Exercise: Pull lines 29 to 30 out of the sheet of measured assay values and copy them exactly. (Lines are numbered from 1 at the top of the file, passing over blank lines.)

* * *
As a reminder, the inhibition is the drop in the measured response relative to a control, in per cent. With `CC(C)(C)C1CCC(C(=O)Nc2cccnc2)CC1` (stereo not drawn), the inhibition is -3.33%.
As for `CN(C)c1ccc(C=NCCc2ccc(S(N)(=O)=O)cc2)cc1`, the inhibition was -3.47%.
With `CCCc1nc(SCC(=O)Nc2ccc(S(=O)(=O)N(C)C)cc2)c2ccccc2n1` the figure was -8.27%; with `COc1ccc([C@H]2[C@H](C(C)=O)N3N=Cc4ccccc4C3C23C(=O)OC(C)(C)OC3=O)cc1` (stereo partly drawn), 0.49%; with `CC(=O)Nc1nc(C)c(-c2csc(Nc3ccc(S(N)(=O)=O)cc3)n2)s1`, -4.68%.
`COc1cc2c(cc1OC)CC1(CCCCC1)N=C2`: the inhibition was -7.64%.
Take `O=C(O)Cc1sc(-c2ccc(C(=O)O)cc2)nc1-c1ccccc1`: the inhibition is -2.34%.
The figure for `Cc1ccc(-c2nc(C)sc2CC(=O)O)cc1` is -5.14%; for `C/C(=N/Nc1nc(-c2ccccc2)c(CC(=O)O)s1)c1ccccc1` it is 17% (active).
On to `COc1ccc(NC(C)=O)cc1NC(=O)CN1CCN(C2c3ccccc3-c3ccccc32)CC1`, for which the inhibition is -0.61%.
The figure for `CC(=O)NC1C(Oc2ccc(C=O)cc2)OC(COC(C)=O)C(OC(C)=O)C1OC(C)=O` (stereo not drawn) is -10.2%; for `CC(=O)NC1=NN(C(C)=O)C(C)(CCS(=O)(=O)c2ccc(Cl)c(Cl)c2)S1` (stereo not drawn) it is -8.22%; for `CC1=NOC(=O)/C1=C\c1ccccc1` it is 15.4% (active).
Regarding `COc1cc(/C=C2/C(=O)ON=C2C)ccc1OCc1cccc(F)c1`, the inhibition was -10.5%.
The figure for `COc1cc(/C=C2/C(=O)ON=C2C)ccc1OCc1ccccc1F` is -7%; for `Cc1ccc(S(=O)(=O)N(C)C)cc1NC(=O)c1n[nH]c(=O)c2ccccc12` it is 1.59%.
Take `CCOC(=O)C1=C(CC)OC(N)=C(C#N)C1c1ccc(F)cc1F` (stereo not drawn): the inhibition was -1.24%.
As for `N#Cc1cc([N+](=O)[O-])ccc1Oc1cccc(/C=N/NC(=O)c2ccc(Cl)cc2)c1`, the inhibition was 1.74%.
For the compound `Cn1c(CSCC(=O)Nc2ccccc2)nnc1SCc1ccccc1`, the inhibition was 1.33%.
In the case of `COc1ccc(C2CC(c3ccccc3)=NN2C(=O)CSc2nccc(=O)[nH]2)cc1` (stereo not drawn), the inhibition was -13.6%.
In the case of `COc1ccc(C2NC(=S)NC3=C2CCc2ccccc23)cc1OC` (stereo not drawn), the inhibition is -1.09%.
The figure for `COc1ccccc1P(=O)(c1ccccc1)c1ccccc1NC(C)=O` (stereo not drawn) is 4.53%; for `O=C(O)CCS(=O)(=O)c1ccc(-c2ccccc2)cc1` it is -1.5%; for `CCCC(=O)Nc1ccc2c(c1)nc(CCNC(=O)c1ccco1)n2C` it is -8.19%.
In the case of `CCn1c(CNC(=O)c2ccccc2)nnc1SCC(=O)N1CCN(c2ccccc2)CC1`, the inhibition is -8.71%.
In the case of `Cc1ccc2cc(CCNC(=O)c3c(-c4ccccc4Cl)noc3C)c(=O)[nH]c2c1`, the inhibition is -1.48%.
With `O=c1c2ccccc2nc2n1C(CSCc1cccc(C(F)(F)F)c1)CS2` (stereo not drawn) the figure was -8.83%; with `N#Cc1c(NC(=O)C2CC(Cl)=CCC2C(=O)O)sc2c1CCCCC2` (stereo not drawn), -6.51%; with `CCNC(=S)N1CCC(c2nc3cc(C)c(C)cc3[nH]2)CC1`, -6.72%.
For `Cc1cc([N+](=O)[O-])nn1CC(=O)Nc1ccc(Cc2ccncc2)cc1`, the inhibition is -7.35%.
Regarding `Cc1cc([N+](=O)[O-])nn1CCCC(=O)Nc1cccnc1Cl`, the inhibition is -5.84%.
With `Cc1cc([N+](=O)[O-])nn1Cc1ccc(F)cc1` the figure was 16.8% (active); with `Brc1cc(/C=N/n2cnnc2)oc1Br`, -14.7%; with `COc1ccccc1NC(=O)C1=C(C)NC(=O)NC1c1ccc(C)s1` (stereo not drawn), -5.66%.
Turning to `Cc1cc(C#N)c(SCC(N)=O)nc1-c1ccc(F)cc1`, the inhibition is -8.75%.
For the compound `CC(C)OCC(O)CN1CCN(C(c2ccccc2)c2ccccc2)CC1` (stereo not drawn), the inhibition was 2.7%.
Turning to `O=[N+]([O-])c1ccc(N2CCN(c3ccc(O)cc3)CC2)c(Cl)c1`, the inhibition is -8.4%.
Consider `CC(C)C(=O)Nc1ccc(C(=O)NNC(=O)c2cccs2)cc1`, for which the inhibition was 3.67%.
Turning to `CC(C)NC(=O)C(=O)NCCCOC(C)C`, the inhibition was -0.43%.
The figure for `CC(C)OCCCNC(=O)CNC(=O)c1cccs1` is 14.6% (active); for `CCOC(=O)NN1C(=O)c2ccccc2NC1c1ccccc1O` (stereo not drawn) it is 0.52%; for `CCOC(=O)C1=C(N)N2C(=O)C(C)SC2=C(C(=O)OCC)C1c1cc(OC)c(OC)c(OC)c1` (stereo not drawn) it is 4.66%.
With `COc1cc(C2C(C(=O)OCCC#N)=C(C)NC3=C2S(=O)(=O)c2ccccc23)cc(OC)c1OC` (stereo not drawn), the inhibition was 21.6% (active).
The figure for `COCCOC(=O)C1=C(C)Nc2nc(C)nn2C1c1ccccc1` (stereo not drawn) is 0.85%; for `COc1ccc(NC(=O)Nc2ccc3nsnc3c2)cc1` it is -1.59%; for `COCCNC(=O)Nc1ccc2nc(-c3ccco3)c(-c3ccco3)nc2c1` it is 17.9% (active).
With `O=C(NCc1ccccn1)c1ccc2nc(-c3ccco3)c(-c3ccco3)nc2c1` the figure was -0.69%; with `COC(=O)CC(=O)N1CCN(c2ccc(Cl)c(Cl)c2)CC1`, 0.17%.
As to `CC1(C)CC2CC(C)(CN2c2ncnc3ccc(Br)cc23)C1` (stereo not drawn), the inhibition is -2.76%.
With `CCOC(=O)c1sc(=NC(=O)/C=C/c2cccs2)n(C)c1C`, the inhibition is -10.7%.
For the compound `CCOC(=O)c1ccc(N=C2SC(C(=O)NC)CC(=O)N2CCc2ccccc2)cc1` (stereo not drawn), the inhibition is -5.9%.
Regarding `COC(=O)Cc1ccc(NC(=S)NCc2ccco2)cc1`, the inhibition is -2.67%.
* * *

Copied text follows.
With `COc1cc(C2C(C(=O)OCCC#N)=C(C)NC3=C2S(=O)(=O)c2ccccc23)cc(OC)c1OC` (stereo not drawn), the inhibition was 21.6% (active).
The figure for `COCCOC(=O)C1=C(C)Nc2nc(C)nn2C1c1ccccc1` (stereo not drawn) is 0.85%; for `COc1ccc(NC(=O)Nc2ccc3nsnc3c2)cc1` it is -1.59%; for `COCCNC(=O)Nc1ccc2nc(-c3ccco3)c(-c3ccco3)nc2c1` it is 17.9% (active).